The Subaru Legacy turbo wagon had one fatal flaw

Long before the WRX was even a glint in the eye of Subaru USA’s marketing team, Fuji Heavy Industries was offering a turbo wagon in the US market. The first-generation Legacy Sport Wagon was the most athletic wagon Subaru had brought to America, but it was also one of the rarest. It was sold for only two years — its inaugural year of 1993, which was mid-way through the generation, and 1994, the final year before the second-gen’s debut.

Powered by an EJ22T turbocharged 2.2-liter boxer, this unassuming wagon made 160 horsepower and 181 lb-ft of max torque at just 2800 rpm. That was enough to launch the wagon from 0-60 in just 8.7 seconds during Motorweek‘s tests, which they note was only a tad longer than the sedan’s time. The review also notes its excellent handling with minimal body roll (for a wagon), even if the tail wants to get a bit loose.

On road manners are rated as “outstanding,” “a great cruiser,” and “big car comfortable. Front bucket seats are supportive but they say the rear bench is on the hard side. AWD and ABS provide a lot of tech for the price, which starts at $21,645. Motorweek is quick to mention that an Audi 100 CS Quattro wagon with AWD costs north of $40,000.

Tragically, the Legacy wagon only came with an automatic transmission. That’s made even more painful when you consider that a turbo sedan with the same drivetrain could be bought with a 5-speed stick. These days, either one is extremely rare. They’re distinguished by a thin hood scoop, a slightly more aggressive front bumper, and 15-inch alloys.

The first-gen Legacy was a huge departure for Subaru, as engineers tried to leave behind the company’s utilitarian roots with something sleeker and sportier. Back these pre-crossover days when station wagons were still considered the family haulers of choice, the Legacy Sports Wagon would have been a compelling alternative to Accord or Camry wagons, if you didn’t mind the lack of a third pedal. They’re almost nonexistent today, but if you know of one that’s been saved, let us know.

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9 Responses to The Subaru Legacy turbo wagon had one fatal flaw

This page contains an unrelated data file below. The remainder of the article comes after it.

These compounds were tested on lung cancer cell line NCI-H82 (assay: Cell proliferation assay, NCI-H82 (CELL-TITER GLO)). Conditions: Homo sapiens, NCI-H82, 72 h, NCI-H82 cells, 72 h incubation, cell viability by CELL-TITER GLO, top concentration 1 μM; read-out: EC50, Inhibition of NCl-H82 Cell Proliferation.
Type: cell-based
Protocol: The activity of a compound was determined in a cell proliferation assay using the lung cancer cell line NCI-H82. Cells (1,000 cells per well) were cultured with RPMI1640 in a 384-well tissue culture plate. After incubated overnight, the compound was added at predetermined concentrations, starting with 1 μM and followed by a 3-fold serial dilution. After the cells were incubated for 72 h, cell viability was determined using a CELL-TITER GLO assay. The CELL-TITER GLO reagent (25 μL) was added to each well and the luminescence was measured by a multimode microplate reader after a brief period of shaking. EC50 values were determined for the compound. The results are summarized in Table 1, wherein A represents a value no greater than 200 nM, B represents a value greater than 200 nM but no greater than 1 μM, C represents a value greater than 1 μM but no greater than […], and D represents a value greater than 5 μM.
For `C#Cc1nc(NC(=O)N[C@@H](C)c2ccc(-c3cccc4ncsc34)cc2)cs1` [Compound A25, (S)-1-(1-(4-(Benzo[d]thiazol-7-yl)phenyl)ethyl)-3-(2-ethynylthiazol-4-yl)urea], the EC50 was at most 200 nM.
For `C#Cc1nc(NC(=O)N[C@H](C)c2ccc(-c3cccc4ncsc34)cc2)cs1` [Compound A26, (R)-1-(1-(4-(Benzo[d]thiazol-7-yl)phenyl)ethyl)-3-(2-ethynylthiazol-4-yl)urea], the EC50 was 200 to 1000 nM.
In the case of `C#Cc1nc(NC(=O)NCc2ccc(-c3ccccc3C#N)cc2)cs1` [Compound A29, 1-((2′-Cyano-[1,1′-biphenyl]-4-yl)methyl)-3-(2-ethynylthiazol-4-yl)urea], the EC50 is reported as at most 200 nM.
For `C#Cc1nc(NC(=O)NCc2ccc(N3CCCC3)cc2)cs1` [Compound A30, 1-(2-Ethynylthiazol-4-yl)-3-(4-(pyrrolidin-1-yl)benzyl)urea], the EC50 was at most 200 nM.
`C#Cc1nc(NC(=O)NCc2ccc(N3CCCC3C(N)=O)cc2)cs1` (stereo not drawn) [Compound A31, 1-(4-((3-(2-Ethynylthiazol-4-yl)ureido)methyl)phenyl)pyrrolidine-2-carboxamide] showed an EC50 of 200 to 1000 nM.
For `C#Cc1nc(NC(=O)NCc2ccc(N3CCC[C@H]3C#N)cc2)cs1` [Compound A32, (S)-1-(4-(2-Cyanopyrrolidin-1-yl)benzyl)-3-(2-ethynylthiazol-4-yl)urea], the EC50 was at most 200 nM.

1. Jim Daniels says:

    I became lucky enough about 2 months ago to become a Subaru owner. I did not get a 1993 but I did get what might be considered the best of the Legacy’s, a 2005 Legacy 2.5 GT, wagon, Limited, 5-MT, Obsidian Black Pearl, With black leather, Of course with the Momo steering wheel and shifter all form the factory. The cat had only 44,400 miles when I picked it up. It was a garage kept car. Beautiful nice sporty wagon.

    The back story is my wife’s best friends mom purchased this car in Walnut Creek CA new as she wanted something to replace her lase Subaru wagon that had some pep that she felt was needed in Bay area traffic. I saw the car after she purchased it and thought WOW what a good looking wagon.

    Seventeen years later and a state away my family and I visited this lady. We went into her garage and there sat the GT my 18 year old son said “that’s what I want”. A year later she called us and asked us if we wanted the car and she said I am going to make it affordable enough so you can have money to play with it and have fun.

    I can say this is a really fun car to drive it is such a sleeper. It gets looks every where I drive it and STI drivers give me a wave after all it is a luxury STI. Lowered from the factory, larger brakes, 250 HP STI turbo motor, Manual transmission.

    I have added a set of WhiteLine 22 front and 20 MM rear sway bars which really improved handling and steel braided break lines and a CARB approved Cobb stage 1 tune. I just picked up and I am restoring a old set of SSR GT-7 17×7.5 – 50 offset wheels to to add to the sporty, light, and nimble wagon. There was only 108 of this specific combination built.

  2. Jim Daniels says:

    Ben I have not been able to post, for a while. The screen keeps coming up blank when I click on post as if nothing is posted.

  3. Land Ark says:

    I own the spiritual successor of this car, a 2007 Legacy GT wagon, also in silver. I guess you could consider the Outback XT as carrying on the torch, but to me, the idea of the first and last Legacy wagon was more than a bit different from the Outback.

    Thinking back to ’93 it’s sad to think of all the small wagons you could still buy, let alone the ones on the lightly used market. Who wouldn’t want a teal Escort or Barney purple Cavalier wagon today?
    And who would turn down everything the current Corolla has going for it packed into a proper longroof?

  4. Taylor C. says:

    What a sexy wagon! I had a 2005 Legacy GT wagon with 5-speed manual, non-limited model. As the previous owner upgraded the turbo and tune, 300WHP easily made it the fastest car I have owned. On the freeway, a quick downshift to 4th would literally push us into our seat while we walked away from other cars.

    Mine was Obsidian Black Pearl (blue pearl, oh yes), and stock height but with KONI yellows and RallyTek sway bars. In the back was a powder-coated black Greddy exhaust with the nice boxer burble when coasting to a stop (ooh yeah). Add to that the car was sitting on the 2004 STi BBS wheels, the only year they were offered in 5×100 (oooh yes). Forester XT and Outback XT owners gave me the thumbs-up, and WRX owners stared with envy.

    Suddenly things just got nostalgic, but I had ultimately sold it because I was looking for MPGs, and the TDI wagon did just that.

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